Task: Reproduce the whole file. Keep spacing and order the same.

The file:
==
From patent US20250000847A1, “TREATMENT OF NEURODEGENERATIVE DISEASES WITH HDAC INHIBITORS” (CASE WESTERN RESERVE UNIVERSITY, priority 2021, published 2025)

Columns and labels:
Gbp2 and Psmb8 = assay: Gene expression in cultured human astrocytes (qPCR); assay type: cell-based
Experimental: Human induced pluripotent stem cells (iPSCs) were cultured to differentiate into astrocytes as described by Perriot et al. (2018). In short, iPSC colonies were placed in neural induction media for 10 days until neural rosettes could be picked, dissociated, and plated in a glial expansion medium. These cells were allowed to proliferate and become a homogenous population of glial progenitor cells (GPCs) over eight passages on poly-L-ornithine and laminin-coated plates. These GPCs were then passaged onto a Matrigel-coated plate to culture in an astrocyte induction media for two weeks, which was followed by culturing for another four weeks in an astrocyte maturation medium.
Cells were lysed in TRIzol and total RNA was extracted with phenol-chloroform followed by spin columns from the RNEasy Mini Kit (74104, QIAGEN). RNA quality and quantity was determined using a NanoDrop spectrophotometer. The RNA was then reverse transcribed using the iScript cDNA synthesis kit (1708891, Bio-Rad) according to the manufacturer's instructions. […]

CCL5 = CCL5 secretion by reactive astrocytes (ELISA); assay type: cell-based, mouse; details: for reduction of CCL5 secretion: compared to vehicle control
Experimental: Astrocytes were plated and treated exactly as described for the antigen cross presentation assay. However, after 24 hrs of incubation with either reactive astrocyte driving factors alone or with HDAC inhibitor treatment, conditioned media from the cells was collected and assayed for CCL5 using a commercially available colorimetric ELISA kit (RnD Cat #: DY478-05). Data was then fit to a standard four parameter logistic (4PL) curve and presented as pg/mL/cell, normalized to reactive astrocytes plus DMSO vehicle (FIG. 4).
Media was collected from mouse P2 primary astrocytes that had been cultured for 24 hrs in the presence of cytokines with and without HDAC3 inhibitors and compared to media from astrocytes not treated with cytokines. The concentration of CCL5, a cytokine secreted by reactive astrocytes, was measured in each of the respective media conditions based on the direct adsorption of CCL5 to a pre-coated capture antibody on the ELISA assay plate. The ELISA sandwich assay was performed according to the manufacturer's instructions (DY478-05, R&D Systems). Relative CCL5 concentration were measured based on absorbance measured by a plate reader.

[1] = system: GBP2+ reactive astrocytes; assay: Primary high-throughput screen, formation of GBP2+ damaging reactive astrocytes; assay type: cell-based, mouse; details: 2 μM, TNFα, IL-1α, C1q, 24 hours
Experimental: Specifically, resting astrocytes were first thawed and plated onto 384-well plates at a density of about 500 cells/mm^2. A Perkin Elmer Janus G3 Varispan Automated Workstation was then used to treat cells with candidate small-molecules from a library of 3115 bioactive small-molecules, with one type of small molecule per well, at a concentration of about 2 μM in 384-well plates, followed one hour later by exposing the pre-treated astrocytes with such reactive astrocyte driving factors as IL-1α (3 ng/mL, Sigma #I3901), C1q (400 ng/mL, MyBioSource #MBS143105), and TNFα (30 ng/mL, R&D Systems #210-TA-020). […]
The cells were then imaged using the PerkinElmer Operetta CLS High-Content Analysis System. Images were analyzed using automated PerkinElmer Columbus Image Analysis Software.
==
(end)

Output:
From patent US20250000847A1, “TREATMENT OF NEURODEGENERATIVE DISEASES WITH HDAC INHIBITORS” (CASE WESTERN RESERVE UNIVERSITY, priority 2021, published 2025)

Columns and labels:
Gbp2 and Psmb8 = assay: Gene expression in cultured human astrocytes (qPCR); assay type: cell-based
Experimental: Human induced pluripotent stem cells (iPSCs) were cultured to differentiate into astrocytes as described by Perriot et al. (2018). In short, iPSC colonies were placed in neural induction media for 10 days until neural rosettes could be picked, dissociated, and plated in a glial expansion medium. These cells were allowed to proliferate and become a homogenous population of glial progenitor cells (GPCs) over eight passages on poly-L-ornithine and laminin-coated plates. These GPCs were then passaged onto a Matrigel-coated plate to culture in an astrocyte induction media for two weeks, which was followed by culturing for another four weeks in an astrocyte maturation medium.
Cells were lysed in TRIzol and total RNA was extracted with phenol-chloroform followed by spin columns from the RNEasy Mini Kit (74104, QIAGEN). RNA quality and quantity was determined using a NanoDrop spectrophotometer. The RNA was then reverse transcribed using the iScript cDNA synthesis kit (1708891, Bio-Rad) according to the manufacturer's instructions. […]

CCL5 = CCL5 secretion by reactive astrocytes (ELISA); assay type: cell-based, mouse; details: for reduction of CCL5 secretion: compared to vehicle control
Experimental: Astrocytes were plated and treated exactly as described for the antigen cross presentation assay. However, after 24 hrs of incubation with either reactive astrocyte driving factors alone or with HDAC inhibitor treatment, conditioned media from the cells was collected and assayed for CCL5 using a commercially available colorimetric ELISA kit (RnD Cat #: DY478-05). Data was then fit to a standard four parameter logistic (4PL) curve and presented as pg/mL/cell, normalized to reactive astrocytes plus DMSO vehicle (FIG. 4).
Media was collected from mouse P2 primary astrocytes that had been cultured for 24 hrs in the presence of cytokines with and without HDAC3 inhibitors and compared to media from astrocytes not treated with cytokines. The concentration of CCL5, a cytokine secreted by reactive astrocytes, was measured in each of the respective media conditions based on the direct adsorption of CCL5 to a pre-coated capture antibody on the ELISA assay plate. The ELISA sandwich assay was performed according to the manufacturer's instructions (DY478-05, R&D Systems). Relative CCL5 concentration were measured based on absorbance measured by a plate reader.

[1] = system: GBP2+ reactive astrocytes; assay: Primary high-throughput screen, formation of GBP2+ damaging reactive astrocytes; assay type: cell-based, mouse; details: 2 μM, TNFα, IL-1α, C1q, 24 hours
Experimental: Specifically, resting astrocytes were first thawed and plated onto 384-well plates at a density of about 500 cells/mm^2. A Perkin Elmer Janus G3 Varispan Automated Workstation was then used to treat cells with candidate small-molecules from a library of 3115 bioactive small-molecules, with one type of small molecule per well, at a concentration of about 2 μM in 384-well plates, followed one hour later by exposing the pre-treated astrocytes with such reactive astrocyte driving factors as IL-1α (3 ng/mL, Sigma #I3901), C1q (400 ng/mL, MyBioSource #MBS143105), and TNFα (30 ng/mL, R&D Systems #210-TA-020). […]
The cells were then imaged using the PerkinElmer Operetta CLS High-Content Analysis System. Images were analyzed using automated PerkinElmer Columbus Image Analysis Software.